Autograph Letter Signed. Farmington, Mass. Jan. 5, 1928. To Marion C. Deane, a white Canadian woman who worked at the historically-Black Hampton Institute
Some twenty years before Rosa Parks, the most famous African-American sculptress of the Harlem Renaissance era, relates a poignant incident of a racist woman she encountered on a Boston-area bus.
“…whatever of strength or character I possess has gone into my efforts as an artist - be that much or little – and life…Your reference to the southerners regard, or rather disregard of the Negro. I experienced a rather amusing incident a few weeks ago. I was on my way home after a few errands down town and laden with the usual packages, bundles and such I was taking the ‘bus’ and while fishing for my ticket I noticed a youngish sort of woman talking about travelling. Contrary to custom, and having succeeded in finding my ticket, I took a seat at the extreme end of the bus, it being filled up in the front. I could still hear the conversation – she spoke of how strange it seemed to see colored people mingling with white people in schools, restaurants and the like. She would go out if one sat down at a table with her – it didn’t seem right. It all impressed me as very funny and mischief got the better of me. I wrote in a slip of paper ‘God made man of one flesh’. I rolled it up and as I passed on my way out, dropped it in her lap. I was convulsed at the expression of surprise when she saw what I had done, but I left the car before she had time to read it. I have not since seen the woman with whom she was talking but I am curious to know what she did after reading it…”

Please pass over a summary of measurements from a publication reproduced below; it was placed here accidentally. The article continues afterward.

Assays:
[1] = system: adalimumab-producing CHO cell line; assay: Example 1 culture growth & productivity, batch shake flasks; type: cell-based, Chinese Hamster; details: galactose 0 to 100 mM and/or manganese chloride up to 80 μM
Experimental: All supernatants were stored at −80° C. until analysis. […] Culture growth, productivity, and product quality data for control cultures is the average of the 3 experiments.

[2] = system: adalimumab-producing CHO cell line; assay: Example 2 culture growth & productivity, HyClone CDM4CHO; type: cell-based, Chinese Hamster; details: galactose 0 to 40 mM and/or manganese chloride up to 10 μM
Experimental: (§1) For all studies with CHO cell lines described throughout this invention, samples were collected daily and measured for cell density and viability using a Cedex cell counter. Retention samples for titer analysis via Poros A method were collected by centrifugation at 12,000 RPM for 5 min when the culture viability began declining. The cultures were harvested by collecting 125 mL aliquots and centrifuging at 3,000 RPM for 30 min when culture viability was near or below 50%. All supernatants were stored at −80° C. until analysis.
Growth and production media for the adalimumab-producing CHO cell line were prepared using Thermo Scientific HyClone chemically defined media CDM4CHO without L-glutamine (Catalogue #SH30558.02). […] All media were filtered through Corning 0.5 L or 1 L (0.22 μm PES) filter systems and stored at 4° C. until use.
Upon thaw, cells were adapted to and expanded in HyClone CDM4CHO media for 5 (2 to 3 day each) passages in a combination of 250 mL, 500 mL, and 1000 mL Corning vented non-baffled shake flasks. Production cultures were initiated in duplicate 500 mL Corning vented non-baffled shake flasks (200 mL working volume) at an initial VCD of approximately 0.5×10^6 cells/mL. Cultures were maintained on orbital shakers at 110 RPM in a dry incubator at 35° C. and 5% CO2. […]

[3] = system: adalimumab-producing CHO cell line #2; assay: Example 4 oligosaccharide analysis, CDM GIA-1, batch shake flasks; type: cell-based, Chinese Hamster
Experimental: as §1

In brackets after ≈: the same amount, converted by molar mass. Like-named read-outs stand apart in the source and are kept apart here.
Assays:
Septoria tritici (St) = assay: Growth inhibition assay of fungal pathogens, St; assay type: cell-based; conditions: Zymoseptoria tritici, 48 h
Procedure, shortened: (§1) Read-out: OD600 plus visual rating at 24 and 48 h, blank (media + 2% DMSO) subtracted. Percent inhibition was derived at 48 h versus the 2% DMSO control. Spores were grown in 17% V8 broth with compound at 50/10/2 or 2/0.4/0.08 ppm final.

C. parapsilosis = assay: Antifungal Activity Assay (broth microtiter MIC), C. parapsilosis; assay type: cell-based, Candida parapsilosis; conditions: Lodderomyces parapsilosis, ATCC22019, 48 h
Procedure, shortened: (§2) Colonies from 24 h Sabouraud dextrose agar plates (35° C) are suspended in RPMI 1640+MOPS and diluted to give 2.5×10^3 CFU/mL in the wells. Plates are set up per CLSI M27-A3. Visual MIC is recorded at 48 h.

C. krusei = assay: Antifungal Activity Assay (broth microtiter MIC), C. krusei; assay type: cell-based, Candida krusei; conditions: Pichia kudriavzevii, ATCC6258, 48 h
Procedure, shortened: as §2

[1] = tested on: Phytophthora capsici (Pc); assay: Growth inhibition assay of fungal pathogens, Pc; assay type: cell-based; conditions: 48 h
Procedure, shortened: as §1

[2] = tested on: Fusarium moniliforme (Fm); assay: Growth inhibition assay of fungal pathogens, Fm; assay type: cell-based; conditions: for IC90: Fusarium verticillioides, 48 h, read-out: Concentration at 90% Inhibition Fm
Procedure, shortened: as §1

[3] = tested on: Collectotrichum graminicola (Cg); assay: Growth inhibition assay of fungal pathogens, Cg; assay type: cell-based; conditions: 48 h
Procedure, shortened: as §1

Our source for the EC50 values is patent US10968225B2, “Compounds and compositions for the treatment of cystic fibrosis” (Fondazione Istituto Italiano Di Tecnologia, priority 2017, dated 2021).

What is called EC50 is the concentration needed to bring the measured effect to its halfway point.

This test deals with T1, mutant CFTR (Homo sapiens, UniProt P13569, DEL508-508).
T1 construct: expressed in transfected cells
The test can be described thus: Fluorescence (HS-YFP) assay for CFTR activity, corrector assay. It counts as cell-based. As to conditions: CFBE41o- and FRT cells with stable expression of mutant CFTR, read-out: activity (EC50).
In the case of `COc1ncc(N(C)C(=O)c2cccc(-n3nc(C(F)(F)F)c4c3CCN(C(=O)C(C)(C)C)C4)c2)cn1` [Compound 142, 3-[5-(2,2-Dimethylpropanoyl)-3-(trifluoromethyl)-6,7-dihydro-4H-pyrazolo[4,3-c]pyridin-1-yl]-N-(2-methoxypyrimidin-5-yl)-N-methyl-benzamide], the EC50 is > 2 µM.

Meta Vaux Warrick Fuller was one of the most significant Black artists of her generation. Born in Philadelphia, after studying with Rodin in Paris, she returned to America to settle near Boston, where her husband was one of the first Black psychiatrists in the US. A lifelong friend of W.E.B.DuBois, her works were “Afrocentric” and included her sculpture of Mary Turner, a young pregnant Black woman who was lynched in Georgia during World War I, A voluminous archive of Meta Fuller’s papers are held by the New York Public Library; her lettera rarely appear outside of institutional collections.